Over the years, I’ve lost count of the amount of similar requests I’ve received. Indeed, I received one yesterday, and when I responded with the advertising spaces I offer, they were very quick to turn me down. The requests vary in theme, and some simply ask me to promote an infographic, but all of them have exactly the same underlying intention: they want to use my blog as free promotion for their company or cause and they aren’t prepared to offer anything in return. A blog that I’ve put nearly three years of my life into – I’ve worked incredibly hard and I’ve never been as proud of anything as I am about this little space of the Internet.

I love working with companies and in the last year I’ve monetised my blog and done a number of reviews and attended different events – beauty products, restaurant launch nights, a wireless device, a Bluetooth keyboard and I’ve even organised a few events of my own. The companies I work with are very clear about what the product or event is and the fact that they would like me to do a post, but at no point am I obliged to give a positive review. And after the post goes live, the companies will promote it, never once asking for changes to be made. Some have even invited me to further events.

So, if you are interested in getting product and company reviews, you need to be careful the next time you receive an email ‘inviting’ you to write a post for someone. Get clear and specific information about what you are going to get in return before you agree to anything. And if the response is all one-sided, you need to give a polite ‘thanks, but no thanks.’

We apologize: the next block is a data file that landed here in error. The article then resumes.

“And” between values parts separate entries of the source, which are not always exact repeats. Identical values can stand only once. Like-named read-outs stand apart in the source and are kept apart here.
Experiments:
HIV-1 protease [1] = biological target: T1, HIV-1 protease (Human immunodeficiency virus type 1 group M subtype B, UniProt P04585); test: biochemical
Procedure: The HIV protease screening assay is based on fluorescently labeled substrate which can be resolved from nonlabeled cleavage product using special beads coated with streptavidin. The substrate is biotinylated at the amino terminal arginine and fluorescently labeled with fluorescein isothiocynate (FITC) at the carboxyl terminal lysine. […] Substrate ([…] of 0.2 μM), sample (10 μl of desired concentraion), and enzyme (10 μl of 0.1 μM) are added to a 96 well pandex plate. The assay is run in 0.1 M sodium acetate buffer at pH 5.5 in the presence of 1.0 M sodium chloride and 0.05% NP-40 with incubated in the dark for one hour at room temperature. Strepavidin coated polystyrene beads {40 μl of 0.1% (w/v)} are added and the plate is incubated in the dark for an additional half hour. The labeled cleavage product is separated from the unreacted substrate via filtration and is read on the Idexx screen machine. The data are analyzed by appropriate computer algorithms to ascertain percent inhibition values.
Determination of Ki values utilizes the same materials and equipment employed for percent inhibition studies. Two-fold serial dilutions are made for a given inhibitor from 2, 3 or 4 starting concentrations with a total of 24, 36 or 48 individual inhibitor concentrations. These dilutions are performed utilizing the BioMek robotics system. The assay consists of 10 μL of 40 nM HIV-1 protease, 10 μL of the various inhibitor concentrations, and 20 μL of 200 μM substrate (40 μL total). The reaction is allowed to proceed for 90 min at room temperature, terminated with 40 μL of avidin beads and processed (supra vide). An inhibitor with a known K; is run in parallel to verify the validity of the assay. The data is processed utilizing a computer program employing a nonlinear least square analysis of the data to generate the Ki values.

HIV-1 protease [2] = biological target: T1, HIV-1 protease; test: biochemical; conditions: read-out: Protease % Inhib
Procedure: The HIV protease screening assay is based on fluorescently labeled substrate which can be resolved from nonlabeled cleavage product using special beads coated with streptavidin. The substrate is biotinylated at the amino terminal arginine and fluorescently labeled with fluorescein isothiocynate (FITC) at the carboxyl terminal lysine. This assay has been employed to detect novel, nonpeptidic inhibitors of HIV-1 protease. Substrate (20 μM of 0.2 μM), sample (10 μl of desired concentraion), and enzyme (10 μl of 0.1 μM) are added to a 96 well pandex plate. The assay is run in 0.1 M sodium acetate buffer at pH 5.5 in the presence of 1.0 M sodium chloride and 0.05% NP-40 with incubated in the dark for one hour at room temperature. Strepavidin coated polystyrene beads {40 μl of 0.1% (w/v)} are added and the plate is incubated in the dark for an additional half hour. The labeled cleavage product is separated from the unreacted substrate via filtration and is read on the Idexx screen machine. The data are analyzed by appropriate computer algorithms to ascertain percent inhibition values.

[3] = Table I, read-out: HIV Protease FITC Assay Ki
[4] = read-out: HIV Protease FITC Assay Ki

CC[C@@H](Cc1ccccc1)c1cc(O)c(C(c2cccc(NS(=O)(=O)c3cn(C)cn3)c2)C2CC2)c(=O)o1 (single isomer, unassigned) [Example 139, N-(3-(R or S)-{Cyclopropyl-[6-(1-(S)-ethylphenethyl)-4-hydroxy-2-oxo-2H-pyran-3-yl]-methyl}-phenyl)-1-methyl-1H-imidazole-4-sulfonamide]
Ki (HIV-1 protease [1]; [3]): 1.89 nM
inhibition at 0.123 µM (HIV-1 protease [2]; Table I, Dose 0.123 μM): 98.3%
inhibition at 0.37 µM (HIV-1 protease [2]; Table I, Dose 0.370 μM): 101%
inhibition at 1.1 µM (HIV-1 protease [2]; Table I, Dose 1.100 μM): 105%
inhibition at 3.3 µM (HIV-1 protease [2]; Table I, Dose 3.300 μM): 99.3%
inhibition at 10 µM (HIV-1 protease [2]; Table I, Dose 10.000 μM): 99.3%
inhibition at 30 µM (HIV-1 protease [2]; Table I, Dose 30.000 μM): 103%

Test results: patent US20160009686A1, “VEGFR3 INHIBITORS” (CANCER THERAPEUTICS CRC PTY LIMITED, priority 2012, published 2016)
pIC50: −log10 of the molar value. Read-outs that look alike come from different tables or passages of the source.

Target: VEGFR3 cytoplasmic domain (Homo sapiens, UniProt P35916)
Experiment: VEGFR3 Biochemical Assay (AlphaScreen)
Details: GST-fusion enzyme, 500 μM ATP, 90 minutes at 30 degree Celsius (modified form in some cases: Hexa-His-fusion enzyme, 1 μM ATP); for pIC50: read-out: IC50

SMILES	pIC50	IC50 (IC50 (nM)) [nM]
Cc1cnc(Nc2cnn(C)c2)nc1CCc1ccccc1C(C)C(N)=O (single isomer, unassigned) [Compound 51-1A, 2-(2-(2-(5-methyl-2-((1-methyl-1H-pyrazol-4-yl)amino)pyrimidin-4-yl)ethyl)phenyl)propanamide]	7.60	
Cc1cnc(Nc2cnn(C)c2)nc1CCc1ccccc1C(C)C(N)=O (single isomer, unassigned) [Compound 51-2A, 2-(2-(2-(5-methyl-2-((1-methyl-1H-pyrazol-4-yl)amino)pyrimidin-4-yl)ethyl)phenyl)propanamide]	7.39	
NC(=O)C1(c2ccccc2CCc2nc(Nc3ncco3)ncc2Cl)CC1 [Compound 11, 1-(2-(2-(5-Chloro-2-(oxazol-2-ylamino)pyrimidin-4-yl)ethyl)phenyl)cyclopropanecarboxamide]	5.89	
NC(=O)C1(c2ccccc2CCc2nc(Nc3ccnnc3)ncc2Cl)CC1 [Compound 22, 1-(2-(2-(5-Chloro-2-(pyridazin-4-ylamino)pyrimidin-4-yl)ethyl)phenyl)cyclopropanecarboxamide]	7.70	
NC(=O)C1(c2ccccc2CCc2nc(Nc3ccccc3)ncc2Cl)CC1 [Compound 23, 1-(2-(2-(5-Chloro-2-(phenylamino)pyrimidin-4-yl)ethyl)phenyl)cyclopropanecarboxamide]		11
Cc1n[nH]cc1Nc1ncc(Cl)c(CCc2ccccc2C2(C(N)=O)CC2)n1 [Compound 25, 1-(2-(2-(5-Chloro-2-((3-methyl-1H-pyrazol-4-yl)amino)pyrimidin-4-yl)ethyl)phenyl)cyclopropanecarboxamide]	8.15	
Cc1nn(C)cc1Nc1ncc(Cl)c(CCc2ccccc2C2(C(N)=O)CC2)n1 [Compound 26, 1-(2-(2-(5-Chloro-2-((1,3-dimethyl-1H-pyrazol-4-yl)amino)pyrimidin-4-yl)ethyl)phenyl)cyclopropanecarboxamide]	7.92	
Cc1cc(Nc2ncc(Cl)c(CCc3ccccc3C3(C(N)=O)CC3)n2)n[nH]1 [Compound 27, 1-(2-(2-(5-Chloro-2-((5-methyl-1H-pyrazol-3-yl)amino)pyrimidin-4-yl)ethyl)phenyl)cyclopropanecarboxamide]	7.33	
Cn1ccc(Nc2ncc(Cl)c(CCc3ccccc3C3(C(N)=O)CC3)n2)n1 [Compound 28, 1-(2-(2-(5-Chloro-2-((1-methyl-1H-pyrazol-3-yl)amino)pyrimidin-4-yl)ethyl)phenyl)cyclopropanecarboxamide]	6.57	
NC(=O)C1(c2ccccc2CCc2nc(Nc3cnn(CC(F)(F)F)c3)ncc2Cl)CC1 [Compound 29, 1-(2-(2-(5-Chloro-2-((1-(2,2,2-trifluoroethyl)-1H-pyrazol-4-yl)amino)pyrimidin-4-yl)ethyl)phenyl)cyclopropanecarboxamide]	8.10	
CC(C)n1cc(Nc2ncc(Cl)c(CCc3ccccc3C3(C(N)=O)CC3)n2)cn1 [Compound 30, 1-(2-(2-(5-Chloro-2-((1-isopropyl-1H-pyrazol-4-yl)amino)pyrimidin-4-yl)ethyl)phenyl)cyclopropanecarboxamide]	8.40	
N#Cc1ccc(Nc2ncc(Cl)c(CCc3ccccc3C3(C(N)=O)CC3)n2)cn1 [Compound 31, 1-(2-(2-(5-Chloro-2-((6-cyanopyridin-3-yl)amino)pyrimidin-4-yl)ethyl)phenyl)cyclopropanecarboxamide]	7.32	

What about you guys? Have you received similar emails? Have you been taken advantage of by a company?

You can also find me on Twitter and Tumblr @suzie81blog and don’t forget to like check out my Facebook page http://www.facebook.com/suzie81speaks, my Pinterest page http://www.pinterest.com/suzie81speaks and my Instagram page http://www.instagram.com/suzie81speaks

151 thoughts on “How Companies Are Taking Advantage of Bloggers

  1. I recently received an email from a company asking me to put together pinterest images they might be able to use on their pages. No product in exchange. Nothing but my time. Initially I responded, but then I realized they wanted me to do all their advertising with nothing in return. I just stopped responding to them.

  2. This is called affinity marketing and on the surface it seems like a fair exchange. If handled, the way you do, it can be beneficial to individual bloggers. Novices might get overwhelmed with requests and in turn overwhelm their readers when everything becomes a sale. This has also decreased the income of professional writers who once got paid to write web content. Thus I have mixed feelings. But it’s always evolving and all writers are trying to get value from their words. If someone pays you and it fits your goals and target readership, then go for it.

  3. I did one of these very soon after I started my blog. I was very excited about the possible “exposure” but the post was never used for anything but my readers to look at. First and last time I did anything just for “exposure”

  4. I think the thing I hate the most is bloggers being put in the position that they think they must do things for free or more opportunities won’t arise. Then they start doing it and get stuck doing everything for free and don’t know how to break out.